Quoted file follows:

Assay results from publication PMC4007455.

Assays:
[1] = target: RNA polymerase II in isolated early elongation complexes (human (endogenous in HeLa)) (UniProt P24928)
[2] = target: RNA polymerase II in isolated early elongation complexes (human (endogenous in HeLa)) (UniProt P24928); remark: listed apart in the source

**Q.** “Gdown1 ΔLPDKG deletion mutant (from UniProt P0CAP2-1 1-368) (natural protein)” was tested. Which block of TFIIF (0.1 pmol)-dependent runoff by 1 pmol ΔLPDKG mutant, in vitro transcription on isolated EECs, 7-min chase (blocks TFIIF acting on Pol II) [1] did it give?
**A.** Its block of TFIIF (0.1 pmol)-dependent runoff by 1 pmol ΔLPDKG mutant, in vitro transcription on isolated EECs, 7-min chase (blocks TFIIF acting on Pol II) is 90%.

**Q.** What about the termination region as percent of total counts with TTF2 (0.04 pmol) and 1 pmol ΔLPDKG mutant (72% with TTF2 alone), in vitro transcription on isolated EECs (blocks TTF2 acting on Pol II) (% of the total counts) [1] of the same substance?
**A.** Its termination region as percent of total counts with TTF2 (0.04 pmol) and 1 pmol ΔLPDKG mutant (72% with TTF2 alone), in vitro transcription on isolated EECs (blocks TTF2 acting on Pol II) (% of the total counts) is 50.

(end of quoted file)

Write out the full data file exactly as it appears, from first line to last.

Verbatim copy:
Assay results from publication PMC4007455.

Assays:
[1] = target: RNA polymerase II in isolated early elongation complexes (human (endogenous in HeLa)) (UniProt P24928)
[2] = target: RNA polymerase II in isolated early elongation complexes (human (endogenous in HeLa)) (UniProt P24928); remark: listed apart in the source

**Q.** “Gdown1 ΔLPDKG deletion mutant (from UniProt P0CAP2-1 1-368) (natural protein)” was tested. Which block of TFIIF (0.1 pmol)-dependent runoff by 1 pmol ΔLPDKG mutant, in vitro transcription on isolated EECs, 7-min chase (blocks TFIIF acting on Pol II) [1] did it give?
**A.** Its block of TFIIF (0.1 pmol)-dependent runoff by 1 pmol ΔLPDKG mutant, in vitro transcription on isolated EECs, 7-min chase (blocks TFIIF acting on Pol II) is 90%.

**Q.** What about the termination region as percent of total counts with TTF2 (0.04 pmol) and 1 pmol ΔLPDKG mutant (72% with TTF2 alone), in vitro transcription on isolated EECs (blocks TTF2 acting on Pol II) (% of the total counts) [1] of the same substance?
**A.** Its termination region as percent of total counts with TTF2 (0.04 pmol) and 1 pmol ΔLPDKG mutant (72% with TTF2 alone), in vitro transcription on isolated EECs (blocks TTF2 acting on Pol II) (% of the total counts) is 50.